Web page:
BankservAfrica said last year South Africans spent R2.89 billion on Black Friday sales, a 15.92 percent rise in sales compared with 2017’s R2.49bn. Photo: Oupa Mokoena/African News Agency (ANA)

CAPE TOWN – Checkers is gearing up for its 6th Black Friday sales bonanza on November 29 when both Shoprite and Checkers customers will be able to stock up for the fast-approaching holiday period with massive discounts on various grocery and household essentials.

On Black Friday 2018 Shoprite, Checkers and Checkers Hyper stores served 125 customers per second. The retailer sold enough Jacobs instant coffee to make 7.7 million cups of coffee and enough Ultramel custard to make trifle for more than two million people.

However, across all South African retailers, the most expensive transaction for Black Friday was more than R6 million while for Cyber Monday this reached R5 million, according to BankservAfrica.

BankservAfrica said last year South Africans spent R2.89 billion on Black Friday sales, a 15.92 percent rise in sales compared with 2017’s R2.49bn.

Starting the retail battle early this year, Pick n Pay unveiled weekly exclusive Black November “teaser” deals for its online customers across Gauteng and the Western Cape ahead of Black Friday itself.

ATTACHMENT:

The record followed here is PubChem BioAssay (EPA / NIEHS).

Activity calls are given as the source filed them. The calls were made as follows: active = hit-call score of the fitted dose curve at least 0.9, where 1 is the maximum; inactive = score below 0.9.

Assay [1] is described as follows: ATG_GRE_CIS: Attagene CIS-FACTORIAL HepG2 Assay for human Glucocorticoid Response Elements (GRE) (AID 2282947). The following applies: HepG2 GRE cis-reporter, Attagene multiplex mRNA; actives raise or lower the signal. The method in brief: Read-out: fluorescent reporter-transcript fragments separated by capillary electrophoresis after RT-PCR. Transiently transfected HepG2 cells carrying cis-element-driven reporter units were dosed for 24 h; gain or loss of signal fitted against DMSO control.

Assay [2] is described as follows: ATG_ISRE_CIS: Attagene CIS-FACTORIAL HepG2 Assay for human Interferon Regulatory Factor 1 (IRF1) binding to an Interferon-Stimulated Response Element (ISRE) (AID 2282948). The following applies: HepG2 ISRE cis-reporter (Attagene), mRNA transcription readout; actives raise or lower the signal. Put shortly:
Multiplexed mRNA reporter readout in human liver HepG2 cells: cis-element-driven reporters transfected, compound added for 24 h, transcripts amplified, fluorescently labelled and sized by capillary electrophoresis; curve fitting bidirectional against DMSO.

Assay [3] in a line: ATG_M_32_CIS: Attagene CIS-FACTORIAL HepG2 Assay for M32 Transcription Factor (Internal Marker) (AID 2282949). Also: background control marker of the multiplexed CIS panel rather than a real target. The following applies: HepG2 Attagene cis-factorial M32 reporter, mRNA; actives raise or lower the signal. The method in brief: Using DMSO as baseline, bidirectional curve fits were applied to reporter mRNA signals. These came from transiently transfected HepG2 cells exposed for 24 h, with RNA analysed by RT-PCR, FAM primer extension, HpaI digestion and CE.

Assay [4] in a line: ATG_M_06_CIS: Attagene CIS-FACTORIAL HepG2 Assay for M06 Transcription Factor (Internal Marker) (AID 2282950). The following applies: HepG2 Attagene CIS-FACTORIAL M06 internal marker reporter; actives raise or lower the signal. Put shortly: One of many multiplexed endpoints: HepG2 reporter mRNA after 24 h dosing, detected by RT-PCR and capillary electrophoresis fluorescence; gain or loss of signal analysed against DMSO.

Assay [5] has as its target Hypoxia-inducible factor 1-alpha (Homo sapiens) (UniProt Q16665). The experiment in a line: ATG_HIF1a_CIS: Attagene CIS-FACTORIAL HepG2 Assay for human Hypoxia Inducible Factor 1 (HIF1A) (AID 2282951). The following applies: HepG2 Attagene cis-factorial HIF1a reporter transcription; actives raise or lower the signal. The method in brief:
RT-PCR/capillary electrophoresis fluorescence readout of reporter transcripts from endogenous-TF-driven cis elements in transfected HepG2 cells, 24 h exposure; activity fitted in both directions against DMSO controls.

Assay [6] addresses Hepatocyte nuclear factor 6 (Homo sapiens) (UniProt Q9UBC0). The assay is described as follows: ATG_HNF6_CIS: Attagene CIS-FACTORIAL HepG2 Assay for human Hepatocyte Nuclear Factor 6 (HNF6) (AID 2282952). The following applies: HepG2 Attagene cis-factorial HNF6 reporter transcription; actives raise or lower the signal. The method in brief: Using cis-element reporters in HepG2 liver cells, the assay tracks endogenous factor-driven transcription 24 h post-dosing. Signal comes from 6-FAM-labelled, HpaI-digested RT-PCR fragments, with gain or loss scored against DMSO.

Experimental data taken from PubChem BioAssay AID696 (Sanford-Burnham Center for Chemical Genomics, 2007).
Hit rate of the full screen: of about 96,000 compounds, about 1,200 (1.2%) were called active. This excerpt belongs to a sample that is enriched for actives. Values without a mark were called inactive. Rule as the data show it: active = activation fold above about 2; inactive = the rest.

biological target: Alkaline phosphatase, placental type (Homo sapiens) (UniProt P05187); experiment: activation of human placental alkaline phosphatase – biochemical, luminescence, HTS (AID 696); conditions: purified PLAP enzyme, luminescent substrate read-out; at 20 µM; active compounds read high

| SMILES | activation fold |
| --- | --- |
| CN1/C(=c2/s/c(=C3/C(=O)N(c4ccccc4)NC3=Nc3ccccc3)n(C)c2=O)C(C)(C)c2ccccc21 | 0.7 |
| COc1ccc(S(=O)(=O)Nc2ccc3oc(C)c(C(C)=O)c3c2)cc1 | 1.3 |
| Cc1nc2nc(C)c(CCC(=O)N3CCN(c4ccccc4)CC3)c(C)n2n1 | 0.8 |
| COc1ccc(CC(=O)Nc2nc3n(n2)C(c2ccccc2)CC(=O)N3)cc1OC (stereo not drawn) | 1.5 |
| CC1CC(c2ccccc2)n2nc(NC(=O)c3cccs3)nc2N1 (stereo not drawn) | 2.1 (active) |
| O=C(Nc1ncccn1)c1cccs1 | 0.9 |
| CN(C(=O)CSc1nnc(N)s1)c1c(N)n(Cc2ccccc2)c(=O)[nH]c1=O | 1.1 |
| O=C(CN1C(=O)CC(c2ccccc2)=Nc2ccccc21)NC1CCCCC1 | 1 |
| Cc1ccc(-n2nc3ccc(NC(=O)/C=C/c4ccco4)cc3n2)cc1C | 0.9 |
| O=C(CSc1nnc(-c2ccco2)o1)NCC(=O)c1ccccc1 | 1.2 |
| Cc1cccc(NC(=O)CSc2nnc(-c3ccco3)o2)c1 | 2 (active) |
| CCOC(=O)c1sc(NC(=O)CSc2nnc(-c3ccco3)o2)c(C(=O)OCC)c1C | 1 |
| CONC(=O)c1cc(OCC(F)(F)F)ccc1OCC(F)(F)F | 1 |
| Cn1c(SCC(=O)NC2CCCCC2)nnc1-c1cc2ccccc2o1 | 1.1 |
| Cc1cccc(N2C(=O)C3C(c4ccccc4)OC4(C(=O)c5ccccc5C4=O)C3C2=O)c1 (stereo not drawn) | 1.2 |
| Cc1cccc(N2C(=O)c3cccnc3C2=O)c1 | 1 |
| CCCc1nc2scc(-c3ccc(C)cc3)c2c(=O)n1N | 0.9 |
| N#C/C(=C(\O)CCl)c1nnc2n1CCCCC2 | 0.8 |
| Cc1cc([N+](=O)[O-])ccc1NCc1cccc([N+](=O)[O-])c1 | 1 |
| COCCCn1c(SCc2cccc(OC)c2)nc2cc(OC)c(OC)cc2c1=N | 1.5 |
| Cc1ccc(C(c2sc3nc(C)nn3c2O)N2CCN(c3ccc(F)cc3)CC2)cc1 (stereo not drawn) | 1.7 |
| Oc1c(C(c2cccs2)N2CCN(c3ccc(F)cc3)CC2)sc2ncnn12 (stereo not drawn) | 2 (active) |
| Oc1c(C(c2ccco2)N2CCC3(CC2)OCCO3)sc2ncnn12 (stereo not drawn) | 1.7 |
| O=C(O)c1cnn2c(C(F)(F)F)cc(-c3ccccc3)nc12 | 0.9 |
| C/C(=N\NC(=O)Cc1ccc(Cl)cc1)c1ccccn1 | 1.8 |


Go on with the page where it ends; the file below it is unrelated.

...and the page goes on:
Willie Peters, general manager: Marketing at Shoprite and Checkers said extensive planning began at least six months in advance to ensure the best customer experience.

“As with previous years, we will again stay true to what Black Friday is all about – deep-cut specials that offer real value. We have been hard at work to secure the best deals and to ensure all our stores are sufficiently stocked,” said Peters.

With Black Friday sales expected to rise by 30 percent this year money experts have issued several advisories to consumers not to fall into an unplanned spending trap.

Capitec Bank urged consumers to rethink ill-informed swipes and see Black Friday for what it is – an opportunity for retailers to drive sales.

Francois Viviers, executive of marketing and communications at Capitec said: “Black Friday can easily lure you into buying things you don’t need and haven’t budgeted for. Many sale items are also not significantly discounted to justify the hype.”

Neil Roets, the chief executive of debt counselling firm, Debt Rescue said deeply indebted consumers should think long and hard before plunging themselves even deeper into debt by splurging on luxury goods on Black Friday. “It is my belief that things are going to get a lot tougher before they get better. Now is not the time to act recklessly,” he said.

Advice from DebtSafe: If you don’t need to buy an item at full price, you don’t need to buy it on a “sale”.

BUSINESS REPORT